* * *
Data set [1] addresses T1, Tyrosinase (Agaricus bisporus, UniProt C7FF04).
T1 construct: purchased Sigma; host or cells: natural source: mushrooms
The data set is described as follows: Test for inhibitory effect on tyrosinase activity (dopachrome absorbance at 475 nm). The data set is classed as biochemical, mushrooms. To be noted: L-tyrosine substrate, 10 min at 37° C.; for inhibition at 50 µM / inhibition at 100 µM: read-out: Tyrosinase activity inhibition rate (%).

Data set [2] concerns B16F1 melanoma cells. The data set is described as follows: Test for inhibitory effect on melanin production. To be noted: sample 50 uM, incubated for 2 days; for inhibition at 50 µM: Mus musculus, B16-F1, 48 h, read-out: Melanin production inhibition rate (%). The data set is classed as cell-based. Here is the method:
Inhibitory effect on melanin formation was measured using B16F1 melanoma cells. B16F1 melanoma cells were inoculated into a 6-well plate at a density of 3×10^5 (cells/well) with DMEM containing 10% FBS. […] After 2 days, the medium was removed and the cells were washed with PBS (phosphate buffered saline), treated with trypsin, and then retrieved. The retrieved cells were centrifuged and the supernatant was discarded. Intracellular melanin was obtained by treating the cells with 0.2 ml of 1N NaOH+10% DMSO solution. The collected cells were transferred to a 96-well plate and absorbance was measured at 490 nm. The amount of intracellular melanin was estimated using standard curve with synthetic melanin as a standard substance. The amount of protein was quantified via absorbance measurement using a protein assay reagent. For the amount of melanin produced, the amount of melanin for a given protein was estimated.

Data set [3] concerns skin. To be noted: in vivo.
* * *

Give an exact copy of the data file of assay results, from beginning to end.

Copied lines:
Data set [1] addresses T1, Tyrosinase (Agaricus bisporus, UniProt C7FF04).
T1 construct: purchased Sigma; host or cells: natural source: mushrooms
The data set is described as follows: Test for inhibitory effect on tyrosinase activity (dopachrome absorbance at 475 nm). The data set is classed as biochemical, mushrooms. To be noted: L-tyrosine substrate, 10 min at 37° C.; for inhibition at 50 µM / inhibition at 100 µM: read-out: Tyrosinase activity inhibition rate (%).

Data set [2] concerns B16F1 melanoma cells. The data set is described as follows: Test for inhibitory effect on melanin production. To be noted: sample 50 uM, incubated for 2 days; for inhibition at 50 µM: Mus musculus, B16-F1, 48 h, read-out: Melanin production inhibition rate (%). The data set is classed as cell-based. Here is the method:
Inhibitory effect on melanin formation was measured using B16F1 melanoma cells. B16F1 melanoma cells were inoculated into a 6-well plate at a density of 3×10^5 (cells/well) with DMEM containing 10% FBS. […] After 2 days, the medium was removed and the cells were washed with PBS (phosphate buffered saline), treated with trypsin, and then retrieved. The retrieved cells were centrifuged and the supernatant was discarded. Intracellular melanin was obtained by treating the cells with 0.2 ml of 1N NaOH+10% DMSO solution. The collected cells were transferred to a 96-well plate and absorbance was measured at 490 nm. The amount of intracellular melanin was estimated using standard curve with synthetic melanin as a standard substance. The amount of protein was quantified via absorbance measurement using a protein assay reagent. For the amount of melanin produced, the amount of melanin for a given protein was estimated.

Data set [3] concerns skin. To be noted: in vivo.